Why not pen some sweet nothings?

Why not pen some sweet nothings? by Bob Karolevitz I know first-hand the importance of mail call.

That�s when the GIs of World War II gathered around the mail clerk, hoping against hope, that there would be a letter for each and every one of them.

There was elation for some. Others walked away empty handed, wondering why family and friends didn�t write.

My sainted father once told about finding an abandoned mail bag in France during World War I; and, opening it, he found letters addressed to him by the gal who would become my mother.

Needless to say, he was one happy soldier as he read them over and over. Some 25 years later � when I stood in the mail call line ��I knew how much that meant to him.

Now, in this age of the Internet and Web pages, hand-written snail mail apparently is on the decline. And that�s too bad!

Letter-writing the old-fashioned way is being replaced by e-mail and chat rooms. With the lack of practice, in time we�ll all be scribbling illegibly like a bunch of doctors.

In the old days, we did ovals and push-pulls so people could tell what we wrote. There was no guesswork when we used the Palmer Method.

Charles Dickens in his Pickwick Papers called letter-writing �the great art.� And he might have been right.

Now when I go to the mail box, I find mostly junk, advertising come-ons or pitches for donations to this charity or that. We�ve got dozens of address labels, too. But every now and then I get a real honest-to-goodness letter, and that always makes my day.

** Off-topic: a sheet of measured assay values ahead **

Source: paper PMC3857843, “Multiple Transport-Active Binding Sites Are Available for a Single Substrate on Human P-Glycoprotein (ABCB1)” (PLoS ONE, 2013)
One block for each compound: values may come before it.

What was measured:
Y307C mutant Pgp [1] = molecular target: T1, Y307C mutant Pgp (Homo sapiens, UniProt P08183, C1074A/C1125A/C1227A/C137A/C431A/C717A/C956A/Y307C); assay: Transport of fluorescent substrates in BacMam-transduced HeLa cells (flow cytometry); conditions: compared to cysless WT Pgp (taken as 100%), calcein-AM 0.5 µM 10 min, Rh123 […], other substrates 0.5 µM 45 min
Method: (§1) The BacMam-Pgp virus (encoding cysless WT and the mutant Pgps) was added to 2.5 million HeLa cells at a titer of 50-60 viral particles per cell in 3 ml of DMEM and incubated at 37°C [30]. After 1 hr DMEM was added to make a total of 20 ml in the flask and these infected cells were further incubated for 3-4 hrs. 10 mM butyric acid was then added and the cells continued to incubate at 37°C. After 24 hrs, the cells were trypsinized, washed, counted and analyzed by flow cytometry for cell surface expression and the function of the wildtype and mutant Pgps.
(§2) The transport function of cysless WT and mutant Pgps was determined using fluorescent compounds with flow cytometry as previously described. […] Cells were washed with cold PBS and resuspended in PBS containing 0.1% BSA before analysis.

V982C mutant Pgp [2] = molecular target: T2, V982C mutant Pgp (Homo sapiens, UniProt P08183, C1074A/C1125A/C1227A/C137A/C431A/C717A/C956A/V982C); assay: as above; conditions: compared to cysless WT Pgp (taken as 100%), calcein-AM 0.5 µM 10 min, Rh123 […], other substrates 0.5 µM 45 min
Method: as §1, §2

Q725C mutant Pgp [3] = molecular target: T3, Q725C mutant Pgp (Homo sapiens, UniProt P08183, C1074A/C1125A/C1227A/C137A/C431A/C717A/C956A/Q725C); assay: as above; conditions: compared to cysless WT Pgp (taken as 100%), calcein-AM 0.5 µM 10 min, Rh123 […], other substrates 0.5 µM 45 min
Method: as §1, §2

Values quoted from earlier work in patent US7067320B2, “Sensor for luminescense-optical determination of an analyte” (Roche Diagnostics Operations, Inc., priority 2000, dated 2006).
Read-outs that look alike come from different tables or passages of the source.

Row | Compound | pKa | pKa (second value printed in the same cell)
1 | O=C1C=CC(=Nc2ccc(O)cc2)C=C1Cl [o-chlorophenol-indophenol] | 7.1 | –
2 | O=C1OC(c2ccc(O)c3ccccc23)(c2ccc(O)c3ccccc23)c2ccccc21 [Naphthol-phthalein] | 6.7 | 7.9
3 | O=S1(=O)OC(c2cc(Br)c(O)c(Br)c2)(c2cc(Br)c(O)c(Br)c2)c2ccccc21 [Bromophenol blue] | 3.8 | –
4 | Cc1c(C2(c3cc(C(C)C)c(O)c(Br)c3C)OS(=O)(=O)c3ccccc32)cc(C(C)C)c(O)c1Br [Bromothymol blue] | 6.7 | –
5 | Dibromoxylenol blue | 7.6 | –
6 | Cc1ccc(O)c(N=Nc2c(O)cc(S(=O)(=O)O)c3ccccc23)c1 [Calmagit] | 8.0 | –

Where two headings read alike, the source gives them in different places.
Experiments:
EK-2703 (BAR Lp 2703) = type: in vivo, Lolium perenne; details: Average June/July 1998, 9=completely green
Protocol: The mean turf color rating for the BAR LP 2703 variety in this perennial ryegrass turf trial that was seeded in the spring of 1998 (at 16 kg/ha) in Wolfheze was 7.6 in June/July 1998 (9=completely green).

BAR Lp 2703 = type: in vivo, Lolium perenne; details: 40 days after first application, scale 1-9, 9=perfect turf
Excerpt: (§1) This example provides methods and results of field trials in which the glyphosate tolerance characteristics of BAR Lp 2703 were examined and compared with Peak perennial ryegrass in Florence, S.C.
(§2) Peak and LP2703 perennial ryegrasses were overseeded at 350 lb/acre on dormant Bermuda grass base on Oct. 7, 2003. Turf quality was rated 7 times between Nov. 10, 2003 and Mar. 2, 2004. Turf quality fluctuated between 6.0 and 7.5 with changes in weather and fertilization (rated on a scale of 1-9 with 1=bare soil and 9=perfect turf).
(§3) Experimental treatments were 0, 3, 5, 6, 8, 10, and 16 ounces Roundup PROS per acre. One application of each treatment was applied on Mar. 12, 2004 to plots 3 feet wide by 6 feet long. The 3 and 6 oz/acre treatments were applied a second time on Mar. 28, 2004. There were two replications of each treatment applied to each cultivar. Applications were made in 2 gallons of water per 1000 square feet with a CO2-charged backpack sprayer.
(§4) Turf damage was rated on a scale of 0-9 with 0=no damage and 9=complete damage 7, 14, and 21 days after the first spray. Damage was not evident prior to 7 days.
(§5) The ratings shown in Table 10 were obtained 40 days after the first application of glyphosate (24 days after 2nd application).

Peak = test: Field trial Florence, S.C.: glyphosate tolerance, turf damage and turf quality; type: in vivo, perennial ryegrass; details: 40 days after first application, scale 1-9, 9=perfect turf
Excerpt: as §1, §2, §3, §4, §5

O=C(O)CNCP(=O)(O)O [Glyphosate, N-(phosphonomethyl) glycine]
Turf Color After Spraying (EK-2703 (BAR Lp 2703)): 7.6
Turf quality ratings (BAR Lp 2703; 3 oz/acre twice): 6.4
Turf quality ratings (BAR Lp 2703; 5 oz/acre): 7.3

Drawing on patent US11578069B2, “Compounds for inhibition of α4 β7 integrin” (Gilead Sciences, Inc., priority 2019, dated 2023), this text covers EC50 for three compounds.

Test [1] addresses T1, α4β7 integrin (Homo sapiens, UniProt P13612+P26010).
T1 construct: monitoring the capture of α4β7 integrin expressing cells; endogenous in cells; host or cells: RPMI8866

Henry David Thoreau once wrote that he only got a couple of letters which were worth the postage to send them. He must have had lousy correspondents to say such a thing.

Not me! I like letters, scrawled by pencil, written with a ballpoint pen or even typed.

I also read the letters-to-the-editor in the papers. They usually represent divergent viewpoints � but I digress.

I remember when a �dear John� letter was a soldier�s excuse to drink lots of beer. Those missives were the opposite of love letters � like Harry S. Truman�s �Dear Bess� messages � which were always morale-boosters.

Saint Paul wrote lots of letters. As a matter of fact, his epistles to Timothy, Titus, the Corinthians and Thessalonians, et al, became part of the Bible � which goes to show you how important they were.

Of course, the letters which I receive don�t rise to those lofty heights, but they are special to me in their own way.

So keep those letters coming. They may not be as reverent as Saint Paul�s epistles, yet they make the trip to the mail box a happy thing.

Whether you don�t say much � Harry�s letters to Bess had more than their share of sweet nothings � it�s the sentiment which counts.

Old-fashioned letter-writing may be on the way out, but you and I can buck the trend. Why not write one today?

� 2005 Robert F. Karolevitz

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